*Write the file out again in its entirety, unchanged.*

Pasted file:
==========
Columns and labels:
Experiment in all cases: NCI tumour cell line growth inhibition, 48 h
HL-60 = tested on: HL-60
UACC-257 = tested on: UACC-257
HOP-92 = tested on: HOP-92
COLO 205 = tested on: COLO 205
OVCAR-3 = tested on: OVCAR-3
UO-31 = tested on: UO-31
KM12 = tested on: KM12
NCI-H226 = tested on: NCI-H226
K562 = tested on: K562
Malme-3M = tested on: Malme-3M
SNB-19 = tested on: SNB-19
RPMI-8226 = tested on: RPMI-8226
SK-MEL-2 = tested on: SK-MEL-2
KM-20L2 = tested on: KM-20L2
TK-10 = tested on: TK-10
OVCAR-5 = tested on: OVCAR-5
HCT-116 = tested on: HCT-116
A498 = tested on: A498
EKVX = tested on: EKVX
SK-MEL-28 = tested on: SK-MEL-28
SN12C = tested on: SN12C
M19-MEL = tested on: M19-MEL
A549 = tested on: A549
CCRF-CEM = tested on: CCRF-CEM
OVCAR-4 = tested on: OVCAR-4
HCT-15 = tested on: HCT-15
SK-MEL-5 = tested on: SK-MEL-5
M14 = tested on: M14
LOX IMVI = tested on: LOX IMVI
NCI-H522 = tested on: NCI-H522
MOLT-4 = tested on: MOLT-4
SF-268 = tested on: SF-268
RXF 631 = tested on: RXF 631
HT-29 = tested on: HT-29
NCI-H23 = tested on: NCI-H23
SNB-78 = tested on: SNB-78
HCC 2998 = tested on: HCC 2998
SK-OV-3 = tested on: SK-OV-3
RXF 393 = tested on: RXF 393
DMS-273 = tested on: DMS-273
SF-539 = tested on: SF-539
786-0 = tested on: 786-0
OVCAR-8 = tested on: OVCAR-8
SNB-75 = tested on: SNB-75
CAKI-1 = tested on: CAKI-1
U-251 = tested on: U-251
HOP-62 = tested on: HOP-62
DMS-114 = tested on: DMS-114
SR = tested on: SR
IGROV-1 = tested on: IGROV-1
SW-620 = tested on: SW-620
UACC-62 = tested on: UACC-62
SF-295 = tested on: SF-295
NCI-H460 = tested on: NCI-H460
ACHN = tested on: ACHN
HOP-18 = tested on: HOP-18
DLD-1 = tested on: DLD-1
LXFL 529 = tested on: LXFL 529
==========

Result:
Columns and labels:
Experiment in all cases: NCI tumour cell line growth inhibition, 48 h
HL-60 = tested on: HL-60
UACC-257 = tested on: UACC-257
HOP-92 = tested on: HOP-92
COLO 205 = tested on: COLO 205
OVCAR-3 = tested on: OVCAR-3
UO-31 = tested on: UO-31
KM12 = tested on: KM12
NCI-H226 = tested on: NCI-H226
K562 = tested on: K562
Malme-3M = tested on: Malme-3M
SNB-19 = tested on: SNB-19
RPMI-8226 = tested on: RPMI-8226
SK-MEL-2 = tested on: SK-MEL-2
KM-20L2 = tested on: KM-20L2
TK-10 = tested on: TK-10
OVCAR-5 = tested on: OVCAR-5
HCT-116 = tested on: HCT-116
A498 = tested on: A498
EKVX = tested on: EKVX
SK-MEL-28 = tested on: SK-MEL-28
SN12C = tested on: SN12C
M19-MEL = tested on: M19-MEL
A549 = tested on: A549
CCRF-CEM = tested on: CCRF-CEM
OVCAR-4 = tested on: OVCAR-4
HCT-15 = tested on: HCT-15
SK-MEL-5 = tested on: SK-MEL-5
M14 = tested on: M14
LOX IMVI = tested on: LOX IMVI
NCI-H522 = tested on: NCI-H522
MOLT-4 = tested on: MOLT-4
SF-268 = tested on: SF-268
RXF 631 = tested on: RXF 631
HT-29 = tested on: HT-29
NCI-H23 = tested on: NCI-H23
SNB-78 = tested on: SNB-78
HCC 2998 = tested on: HCC 2998
SK-OV-3 = tested on: SK-OV-3
RXF 393 = tested on: RXF 393
DMS-273 = tested on: DMS-273
SF-539 = tested on: SF-539
786-0 = tested on: 786-0
OVCAR-8 = tested on: OVCAR-8
SNB-75 = tested on: SNB-75
CAKI-1 = tested on: CAKI-1
U-251 = tested on: U-251
HOP-62 = tested on: HOP-62
DMS-114 = tested on: DMS-114
SR = tested on: SR
IGROV-1 = tested on: IGROV-1
SW-620 = tested on: SW-620
UACC-62 = tested on: UACC-62
SF-295 = tested on: SF-295
NCI-H460 = tested on: NCI-H460
ACHN = tested on: ACHN
HOP-18 = tested on: HOP-18
DLD-1 = tested on: DLD-1
LXFL 529 = tested on: LXFL 529